Thanks for reaching out Brian. Here are just some thoughts off the top of my head initially before I expand further.
Why would you include ingredients that have been produced utilizing the super expensive processes needed to obtain a whey isolate or concentrate only to add the same exact ingredients i.e., skimmed milk powder back into the formula that you paid handsomely to have filtered out?
The non-concentrated and isolated whey protein ingredients in skimmed milk powder are purposely filtered out of a high-grade protein product because they are unwanted ingredients that cause unwanted side effects and deliver none of the superior and desirable effects of high-grade whey protein.
Therefore, it’s my view that adding skimmed milk powder to a high-grade whey protein concentrate or isolate is just another example of the chicanery and tomfoolery that outliers in the supplement industry engage in to deceive, defraud and confuse consumers.
It’s a never-ending game of Whac-a-Mole that must be exposed and extinguished.
I think Jack more than effectively explains away any legitimate or sensible reason to include skimmed milk powder in a protein formula other than cost/quality cutting or deception.
My final interview is with Paul Smith who is MD of Time 4 Nutrition, a popular and innovative brand that has been making waves in the UK sports nutrition market for the last eight years. With a business model that has kept gym support and distribution central to its core values, this loyalty posed particular challenges during a pandemic response of imposed gym closures, cessation of manufacturing and resultant public hardship. The bold response has been to raise the bar and release a new “Professional Line” of protein supplements and update existing formulas for a more committed and discerning customer base. During a recent break from pre-launch preparations, I asked for his input on the growing practice of cutting corners with cheap ingredients like skimmed milk, this was his response:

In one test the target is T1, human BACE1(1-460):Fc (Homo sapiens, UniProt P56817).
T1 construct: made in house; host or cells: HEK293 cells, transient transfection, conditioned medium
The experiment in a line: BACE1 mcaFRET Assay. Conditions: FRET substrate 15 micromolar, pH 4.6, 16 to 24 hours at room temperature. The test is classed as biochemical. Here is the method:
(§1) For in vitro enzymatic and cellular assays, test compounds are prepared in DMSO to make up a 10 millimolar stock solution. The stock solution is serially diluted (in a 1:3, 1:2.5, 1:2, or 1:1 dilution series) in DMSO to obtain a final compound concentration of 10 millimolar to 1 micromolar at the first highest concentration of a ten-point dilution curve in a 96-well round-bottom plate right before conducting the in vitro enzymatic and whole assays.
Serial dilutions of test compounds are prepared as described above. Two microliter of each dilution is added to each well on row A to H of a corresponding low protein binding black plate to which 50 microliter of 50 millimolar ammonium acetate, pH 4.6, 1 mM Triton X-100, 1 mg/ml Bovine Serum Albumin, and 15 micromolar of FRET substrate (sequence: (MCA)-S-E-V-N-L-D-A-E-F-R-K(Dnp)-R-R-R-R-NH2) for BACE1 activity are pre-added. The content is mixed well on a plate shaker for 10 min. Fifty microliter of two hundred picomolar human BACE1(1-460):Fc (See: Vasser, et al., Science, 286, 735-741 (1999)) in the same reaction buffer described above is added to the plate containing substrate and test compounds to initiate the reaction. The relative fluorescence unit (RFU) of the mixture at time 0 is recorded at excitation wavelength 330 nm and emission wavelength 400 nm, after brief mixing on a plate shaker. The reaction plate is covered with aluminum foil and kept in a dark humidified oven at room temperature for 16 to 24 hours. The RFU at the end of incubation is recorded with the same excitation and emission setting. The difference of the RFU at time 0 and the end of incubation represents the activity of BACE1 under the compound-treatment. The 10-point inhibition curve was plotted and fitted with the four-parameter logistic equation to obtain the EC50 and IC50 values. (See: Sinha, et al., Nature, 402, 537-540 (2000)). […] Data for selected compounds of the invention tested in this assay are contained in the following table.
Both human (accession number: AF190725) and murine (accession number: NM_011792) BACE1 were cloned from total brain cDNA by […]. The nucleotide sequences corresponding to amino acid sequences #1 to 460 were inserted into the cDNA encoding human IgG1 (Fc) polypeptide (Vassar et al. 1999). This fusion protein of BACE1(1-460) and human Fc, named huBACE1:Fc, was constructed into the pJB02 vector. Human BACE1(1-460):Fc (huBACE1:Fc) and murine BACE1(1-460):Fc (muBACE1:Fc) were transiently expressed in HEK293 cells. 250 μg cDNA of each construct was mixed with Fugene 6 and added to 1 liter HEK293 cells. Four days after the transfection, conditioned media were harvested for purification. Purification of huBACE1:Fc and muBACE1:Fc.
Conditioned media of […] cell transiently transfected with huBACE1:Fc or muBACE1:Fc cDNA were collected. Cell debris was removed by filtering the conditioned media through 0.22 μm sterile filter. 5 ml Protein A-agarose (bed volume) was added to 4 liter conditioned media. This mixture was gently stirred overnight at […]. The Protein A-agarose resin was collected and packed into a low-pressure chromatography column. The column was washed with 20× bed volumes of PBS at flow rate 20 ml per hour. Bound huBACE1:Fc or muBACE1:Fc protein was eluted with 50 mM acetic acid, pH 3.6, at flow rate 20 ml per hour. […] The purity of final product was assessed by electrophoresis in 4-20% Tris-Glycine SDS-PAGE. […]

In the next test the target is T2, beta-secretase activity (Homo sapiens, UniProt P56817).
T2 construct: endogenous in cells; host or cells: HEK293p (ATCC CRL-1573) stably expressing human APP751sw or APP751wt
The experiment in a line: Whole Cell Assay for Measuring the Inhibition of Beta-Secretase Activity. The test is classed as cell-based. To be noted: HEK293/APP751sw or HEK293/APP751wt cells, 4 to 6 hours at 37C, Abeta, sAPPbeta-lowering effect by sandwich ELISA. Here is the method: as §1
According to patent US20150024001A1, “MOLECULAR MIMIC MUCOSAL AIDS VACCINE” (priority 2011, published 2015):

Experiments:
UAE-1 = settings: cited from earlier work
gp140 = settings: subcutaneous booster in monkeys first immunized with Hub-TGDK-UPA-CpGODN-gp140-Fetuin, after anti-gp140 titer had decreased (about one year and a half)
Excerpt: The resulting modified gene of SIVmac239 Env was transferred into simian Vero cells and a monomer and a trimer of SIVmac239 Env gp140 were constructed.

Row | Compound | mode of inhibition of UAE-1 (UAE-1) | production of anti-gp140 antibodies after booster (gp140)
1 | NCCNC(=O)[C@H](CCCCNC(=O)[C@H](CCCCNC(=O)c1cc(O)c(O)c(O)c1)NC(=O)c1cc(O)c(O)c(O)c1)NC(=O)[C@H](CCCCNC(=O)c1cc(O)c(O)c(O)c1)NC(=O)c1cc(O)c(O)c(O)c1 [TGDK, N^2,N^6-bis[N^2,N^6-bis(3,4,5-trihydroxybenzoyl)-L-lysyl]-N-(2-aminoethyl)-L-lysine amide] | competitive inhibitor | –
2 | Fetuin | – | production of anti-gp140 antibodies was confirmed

Given the rapid ground we made in the domestic marketplace pre-covid and tough challenges we’ve faced “sticking to the plan” in more recent times, I feel that Time 4 Nutrition has been on the frontline when it comes to competing in an honest manner. We’ve made good use of this time trying to continue the trajectory, not simply to bounce back, but do what we’ve always done, -respond to the research, innovate and adapt. Sure, I still hear it from some corners, – “all that matters is that it tastes good and it’s the right price.” But we’re not a white label brand like many of those we’re up against, -I didn’t get involved to sell something that I don’t believe in or wouldn’t personally use myself, -that’s the difference that our loyal customers have grown (literally) to know. They also know that we were never happy with tasting just “good”, -wait till they taste the new flavours! In a cost-of-living crisis, I don’t feel that the most economic way I can reward that loyalty is to start replacing ground-breaking formulas with cheap ingredients like skimmed milk powder. I think it goes without question that we’ll always strive to deliver on our promise of commitment to quality and results at the best price permissible for our continued advancement, – and they’re really going to see that as we start to pull away and look at the last couple of years in the rear-view mirror!
This concludes the first batch of interviews I gave on this subject, but I’ll be glad to update you soon on recent news of some more positive trends about to commence within our industry. Stay tuned!